UPDATE 5/4/2020: Read the most recent statement by Bishop Mariann Budde, outlining a 4-phase plan, as developed by the Bishops of the Episcopal Diocese of Maryland, Washington DC, and Virginia. This plan goes as far as possible at present to answer the frequently asked question, “When will we be able to regather?”
Please note that many St. Mark’s gatherings, including Sunday worship, are now taking place online.
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13 Now when Jesus heard this, he withdrew from there in a boat to a deserted place by himself. But when the crowds heard it, they followed him on foot from the towns. 14 When he went ashore, he saw a great crowd; and he had compassion for them and cured their sick. 15 When it was evening, the disciples came to him and said, “This is a deserted place, and the hour is now late; send the crowds away so that they may go into the villages and buy food for themselves.” 16 Jesus said to them, “They need not go away; you give them something to eat.” 17 They replied, “We have nothing here but five loaves and two fish.” 18 And he said, “Bring them here to me.” 19 Then he ordered the crowds to sit down on the grass. Taking the five loaves and the two fish, he looked up to heaven, and blessed and broke the loaves, and gave them to the disciples, and the disciples gave them to the crowds. 20 And all ate and were filled; and they took up what was left over of the broken pieces, twelve baskets full. 21 And those who ate were about five thousand men, besides women and children. Matthew 14:13-21
I have a sermon on this passage, I think I may have preached it before and there is a part of me that thinks come up with something else, tell another story, so I will tell this story. I was hanging out with some youth from my church, one of the churches that I served in Minnesota. It was Saturday night and they were doing an overnight in the church and I announced I had to go and finish my sermon.
One of the teenagers asked me if I was preaching what I always preached.
I asked what did I always preach?
He said, “you know, Blah, Blah, Blah, God loves you, Blah, Blah.”
SO a couple of things I want to point out about this passage, this gospel story…which is referred to as the feeding of the five thousand. Just to be clear it is the feeding of five thousand men. I refer to this as the feeding of the 20,000 because the last line of the text is “besides women and children.” I will as I always do, low ball this and say man + woman+ 2 children. = 20,000. So the first point of this gospel is that it is so much more an amazing feat to feed them all, and all means men women and children.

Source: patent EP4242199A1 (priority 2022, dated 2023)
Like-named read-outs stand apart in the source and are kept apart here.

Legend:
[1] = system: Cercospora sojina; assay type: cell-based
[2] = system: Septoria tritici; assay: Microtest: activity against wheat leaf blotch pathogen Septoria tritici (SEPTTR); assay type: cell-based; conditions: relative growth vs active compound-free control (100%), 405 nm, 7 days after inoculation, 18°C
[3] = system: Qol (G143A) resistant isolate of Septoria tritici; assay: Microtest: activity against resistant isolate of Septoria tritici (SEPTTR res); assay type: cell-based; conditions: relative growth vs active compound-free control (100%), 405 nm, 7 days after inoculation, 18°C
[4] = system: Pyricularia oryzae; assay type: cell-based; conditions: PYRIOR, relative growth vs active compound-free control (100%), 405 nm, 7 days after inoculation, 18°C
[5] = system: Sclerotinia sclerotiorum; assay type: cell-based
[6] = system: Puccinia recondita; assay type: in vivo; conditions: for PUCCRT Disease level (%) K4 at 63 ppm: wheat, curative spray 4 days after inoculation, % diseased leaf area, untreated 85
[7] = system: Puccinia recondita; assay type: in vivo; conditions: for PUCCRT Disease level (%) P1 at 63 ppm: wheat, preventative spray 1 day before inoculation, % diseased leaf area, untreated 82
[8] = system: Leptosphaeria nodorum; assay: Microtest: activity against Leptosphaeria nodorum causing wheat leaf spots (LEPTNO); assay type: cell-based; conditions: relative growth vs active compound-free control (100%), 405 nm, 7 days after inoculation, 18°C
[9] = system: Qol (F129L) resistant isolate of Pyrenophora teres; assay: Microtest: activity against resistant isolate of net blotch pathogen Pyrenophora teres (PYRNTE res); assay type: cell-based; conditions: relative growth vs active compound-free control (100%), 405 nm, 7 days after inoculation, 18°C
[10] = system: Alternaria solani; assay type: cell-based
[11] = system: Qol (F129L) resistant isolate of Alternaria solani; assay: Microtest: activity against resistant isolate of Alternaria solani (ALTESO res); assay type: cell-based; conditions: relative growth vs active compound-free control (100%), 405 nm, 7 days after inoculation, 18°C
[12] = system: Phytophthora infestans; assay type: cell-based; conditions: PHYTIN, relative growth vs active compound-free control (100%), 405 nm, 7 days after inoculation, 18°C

The second point is that the miracle is that Jesus got them to share their food, the miracle is that they ate food, that they were not sure was kosher; they ate food from an unknown source. They sat on a hillside and ate together. People in the Ancient Near East did not do that, they had to keep dietary laws that were religious in nature but also these laws kept them safe. Jesus out doing all day Jesusy things helped them be together, share, and eat together. That was the miracle
The question I have this morning is why? What Jesusy things was he doing that had them move to that point?
Well…. Not only did he teach with them, parable after parable, story after story he spent time with them, and he withdrew got on a boat and moved to another place in says in the text that, “Moved to compassion Jesus moved along them and healed them.”
Moved to compassion, what a great phrase. What a wonderful way to hear about moving through the world. What an amazing aspirational stance to take when you look at people. I looked at people and I was moved to compassion. We look at a group of people and we are moved to compassion. We look at each other and we are moved to compassion.
My zucchini plant has some weird bug that has bored into it and it destroying it from the inside out. The plant will die, yet if you build the dirt up near it, the stems will root down, and then the plant changes and cuts off the diseased part from its ecosystem and allow for new growth. That is what compassion can do for us.
Jesus moved into the crowd and filled with compassion he healed them. The crowd witnesses to this compassion got more compassionate and acted with compassion to and for each other. That is what happens, we can and should catch compassion for each other.
One of the ways that happen is that we gather as a church, we receive. It is a gift to receive communion and since March 15th we have not done so. Today we move into a more traditional service of communion.
Order wafers, we will bless and drop off or mail you a months worth, use bread and wine at home if you have, it is all good. We are working on doing a zoom communion for you all who are self quarantining. So that you can receive/ eat together. We are hoping that this is a way for you to be reminded of the compassion that Jesus brought with him into that crowd of people. There is more information in our electronic newsletter we send out on Friday.
One of the other ways that we attempt to be more than our base nature is when we baptize, no matter the age of the person we all affirm our promises in baptism. Every time we say these promises
Will you proclaim by word and example the Good News of God in Christ?
I will, with God’s help. And Perhaps we can say it corporately WE will with God’s help
Will you seek and serve Christ in all persons, loving your neighbor as yourself?
WE will, with God’s help.
Will you strive for justice and peace among all people, and respect the dignity of every human being?
WE will, with God’s help.
We will with God’s help, show compassion
check in with each other
wear your mask
love one another
offer thoughts and prayers to each other
In this we act in compassion
we see compassion we continue to be compassionate
We put down different roots, and change, we embody productive, loving, and compassionate change.